Perhaps it would be good to explain what a chupa is.  It can also be spelled chuppa.  The Hebrew pronunciation is difficult for an English speaker, but saying “hoopa” is close enough.  One reputable Jewish source explains the chuppa this way:

The chuppah is a tapestry attached to the tops of four poles.  The word chuppah means covering or protection, and is intended as a roof or covering for the bride and groom at their wedding.

The chuppah is not merely a charming folk custom, a ceremonial object carried over from a primitive past.  It serves a definite, though complicated, legal purpose:  It is the decisive act that formally permits the couple’s new status of marriage to be actualized, and it is the legal conclusion of the marriage process that began with betrothal. . . .

Chuppah symbolizes the groom’s home, and the bride’s new domain.  More specifically, the chuppah symbolizes the bridal chamber, where the marital act was consummated in ancient times.

– Chabad.org, The Bridal Canopy (Chuppah)

This helps explain what I mean when I say that Jewish learning complements my Christian learning.  What I mean in this case is that the pastors and teachers I have been blessed to know have consistently taught me that I am part of the Bride of Christ.  What they did not teach me was what that means.  To understand this requires a Hebraic perspective that takes into account the entire record of Scripture from Genesis to Revelation.  That is where the Jewish learning comes in.  The rabbis know that Israel is the chosen of God, and that He will betroth her as His bride.  What the rabbis and the pastors together could not have known until now is that this blessed betrothed one, the Israel of the rabbis and the Church of the pastors, is the same corporate body of believers joined together in the covenant sealed with the blood of YHVH’s Anointed.

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Nations Within Nations

Here’s what is coming up on The Remnant Road on Hebrew Nation Radio for Monday, August 22:

160822 - Suuqiina

The Apostle Paul has some interesting words about the call to redemption that has gone out to the entire world.  Placing that call in the context of the nation of Israel, he writes,
But I say, surely Israel did not know, did they?  First Moses says, “I will make you jealous by that which is not a nation, by a nation without understanding will I anger you.”  And Isaiah is very bold and says, “I was found by those who did not seek Me, I became manifest to those who did not ask for Me.” (Romans 10:19-21, quoting Deuteronomy 32:21 and Isaiah 65:1).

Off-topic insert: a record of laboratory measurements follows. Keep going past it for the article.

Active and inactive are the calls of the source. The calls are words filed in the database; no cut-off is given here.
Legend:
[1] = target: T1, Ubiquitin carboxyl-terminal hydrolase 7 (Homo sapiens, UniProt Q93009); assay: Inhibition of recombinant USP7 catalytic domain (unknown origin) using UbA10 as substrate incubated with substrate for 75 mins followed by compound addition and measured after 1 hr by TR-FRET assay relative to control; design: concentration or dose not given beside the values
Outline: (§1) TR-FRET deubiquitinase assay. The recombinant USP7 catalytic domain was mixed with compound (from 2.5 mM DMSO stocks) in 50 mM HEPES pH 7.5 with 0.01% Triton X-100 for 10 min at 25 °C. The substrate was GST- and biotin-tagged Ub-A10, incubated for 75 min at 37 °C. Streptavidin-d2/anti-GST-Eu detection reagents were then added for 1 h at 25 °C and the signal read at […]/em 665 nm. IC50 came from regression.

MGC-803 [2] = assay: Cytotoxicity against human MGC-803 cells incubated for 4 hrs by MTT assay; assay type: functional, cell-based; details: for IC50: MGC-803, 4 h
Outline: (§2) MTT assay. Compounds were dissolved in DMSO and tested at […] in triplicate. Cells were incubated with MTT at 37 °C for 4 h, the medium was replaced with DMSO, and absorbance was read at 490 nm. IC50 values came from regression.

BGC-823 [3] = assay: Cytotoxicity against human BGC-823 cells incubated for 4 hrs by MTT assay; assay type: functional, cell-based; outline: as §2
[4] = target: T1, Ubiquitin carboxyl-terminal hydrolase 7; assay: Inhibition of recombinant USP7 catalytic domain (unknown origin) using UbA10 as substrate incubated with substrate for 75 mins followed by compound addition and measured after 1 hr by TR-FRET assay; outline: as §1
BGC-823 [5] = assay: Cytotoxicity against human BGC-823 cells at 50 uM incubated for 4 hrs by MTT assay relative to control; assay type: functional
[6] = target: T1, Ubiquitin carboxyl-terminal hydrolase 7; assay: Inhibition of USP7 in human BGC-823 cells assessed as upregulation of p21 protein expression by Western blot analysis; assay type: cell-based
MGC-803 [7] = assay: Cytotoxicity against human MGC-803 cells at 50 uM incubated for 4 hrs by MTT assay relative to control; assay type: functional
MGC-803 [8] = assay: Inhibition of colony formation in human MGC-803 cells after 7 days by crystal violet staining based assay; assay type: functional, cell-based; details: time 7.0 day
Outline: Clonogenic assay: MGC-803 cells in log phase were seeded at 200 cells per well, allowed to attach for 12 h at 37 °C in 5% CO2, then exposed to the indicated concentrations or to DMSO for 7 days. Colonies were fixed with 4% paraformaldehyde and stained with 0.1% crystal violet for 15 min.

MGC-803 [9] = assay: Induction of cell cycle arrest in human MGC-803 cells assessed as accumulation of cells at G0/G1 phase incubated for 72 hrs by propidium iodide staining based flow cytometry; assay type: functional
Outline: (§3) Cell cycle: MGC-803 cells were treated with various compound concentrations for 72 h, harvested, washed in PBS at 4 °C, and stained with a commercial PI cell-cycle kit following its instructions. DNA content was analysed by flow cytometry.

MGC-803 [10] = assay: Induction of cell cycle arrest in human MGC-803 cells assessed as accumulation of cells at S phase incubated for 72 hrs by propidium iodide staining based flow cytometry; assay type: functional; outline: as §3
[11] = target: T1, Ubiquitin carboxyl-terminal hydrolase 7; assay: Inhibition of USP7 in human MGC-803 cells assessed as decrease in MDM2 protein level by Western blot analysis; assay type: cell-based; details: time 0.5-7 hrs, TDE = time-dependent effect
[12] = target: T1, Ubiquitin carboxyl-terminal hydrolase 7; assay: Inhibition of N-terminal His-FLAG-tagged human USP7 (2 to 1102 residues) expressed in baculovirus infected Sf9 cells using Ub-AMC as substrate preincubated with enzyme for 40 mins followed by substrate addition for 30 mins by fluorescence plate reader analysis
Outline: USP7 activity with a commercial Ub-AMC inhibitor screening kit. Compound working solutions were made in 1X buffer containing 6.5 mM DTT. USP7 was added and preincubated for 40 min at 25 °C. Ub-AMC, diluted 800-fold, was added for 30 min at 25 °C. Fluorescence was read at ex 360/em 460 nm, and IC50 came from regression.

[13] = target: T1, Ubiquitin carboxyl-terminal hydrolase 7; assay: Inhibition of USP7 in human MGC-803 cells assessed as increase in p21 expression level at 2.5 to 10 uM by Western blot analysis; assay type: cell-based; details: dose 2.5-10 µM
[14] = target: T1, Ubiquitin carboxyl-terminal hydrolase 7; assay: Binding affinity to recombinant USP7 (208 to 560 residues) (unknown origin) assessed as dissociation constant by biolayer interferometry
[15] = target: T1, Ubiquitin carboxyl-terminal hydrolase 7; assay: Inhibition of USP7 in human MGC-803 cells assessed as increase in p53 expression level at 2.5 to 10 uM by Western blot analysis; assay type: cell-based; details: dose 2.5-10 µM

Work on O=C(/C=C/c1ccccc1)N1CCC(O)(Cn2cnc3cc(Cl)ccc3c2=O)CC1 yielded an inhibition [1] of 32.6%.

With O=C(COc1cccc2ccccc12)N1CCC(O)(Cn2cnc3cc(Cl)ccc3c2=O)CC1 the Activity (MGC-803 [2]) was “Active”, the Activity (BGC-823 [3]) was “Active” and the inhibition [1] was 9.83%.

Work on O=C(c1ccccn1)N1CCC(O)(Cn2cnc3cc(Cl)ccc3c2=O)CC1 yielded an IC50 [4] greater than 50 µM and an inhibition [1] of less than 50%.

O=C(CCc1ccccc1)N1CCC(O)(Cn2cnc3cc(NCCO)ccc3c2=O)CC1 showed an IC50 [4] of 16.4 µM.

What exactly does he mean?  We can learn some of the answer by asking indigenous peoples around the world.  Many of them have legends and prophecies about the Creator who wrote a book which they lost, but which they hope to regain one day.  When they hear the good news of redemption through Messiah Yeshua (Jesus Christ), they respond with joy, knowing that the lost book is found.
Today many indigenous peoples are awakening to something more:  their identity as Hebrews.  Some are at least partially descended from the Tribes of Israel scattered into all nations, but even if not they are learning what many with Christian roots are learning:  that God is serious when He says they are grafted into the olive tree of Israel which includes both Jewish (Judah) and non-Jewish (Joseph/Ephraim) branches.
We will talk about this phenomenon with Dr. Iglahliq Suuqiina, a disciple of Yeshua blessed not only with Inuit (Alaska Native) and Mi’Kmaq (Native American) ancestry, but also with lineage tracing to the English Pilgrim colonists who settled in Massachusetts. With his wife Qaumaniq, Suuqiina founded Indigenous Messengers International, a ministry dedicated to the reconciliation and restoration of all peoples with one another and with their Creator through the redemptive work of Messiah Yeshua.
Join us for another uplifting and educational experience on the Remnant Road!

Remnant Road 01The Remnant Road, with co-hosts Al McCarn and Daniel Holdings, is the Monday edition of the Hebrew Nation Morning Show.  You can listen live at 11:00–1:00 EST, 8:00-10:00 PST at http://hebrewnationonline.com/, and on podcast at any time.


© Albert J. McCarn and The Barking Fox Blog, 2016.  Permission to use and/or duplicate original material on The Barking Fox Blog is granted, provided that full and clear credit is given to Albert J. McCarn and The Barking Fox Blog with appropriate and specific direction to the original content.

A Jewish Question for All of God’s People: “We were given the Torah, but have we received it?”

Jesus was perhaps the greatest Torah teacher of his day.

Think about that for a moment.  We do not often consider the fact that Yeshua haMashiach (Jesus Christ) taught from the Torah, and that he was recognized by Jewish leaders as a great teacher.  It began in his youth, when at the age of 12 he astounded the doctors of the Law (Torah) in the Temple (Luke 2:41-52).  When he entered into public ministry, the teacher of Israel himself came to inquire of Yeshua about spiritual matters (John 3:1-21).  His greatest oration, the Sermon on the Mount (Matthew 5:1-7:29), was in fact an extensive midrash on the Torah and its application in daily life.  That is why Yeshua stated early in that sermon that he had not come to abolish the Law, but to fulfill it – meaning to teach it correctly and live out its full meaning (Matthew 5:17-20).

This should lead us to the conclusion the Torah was given not only to the Jews, but to all of God’s people.  In fact, the Torah applies to every person on earth, or at least it will when Messiah reigns from Jerusalem.  How else are we to understand such passages as this one from Isaiah?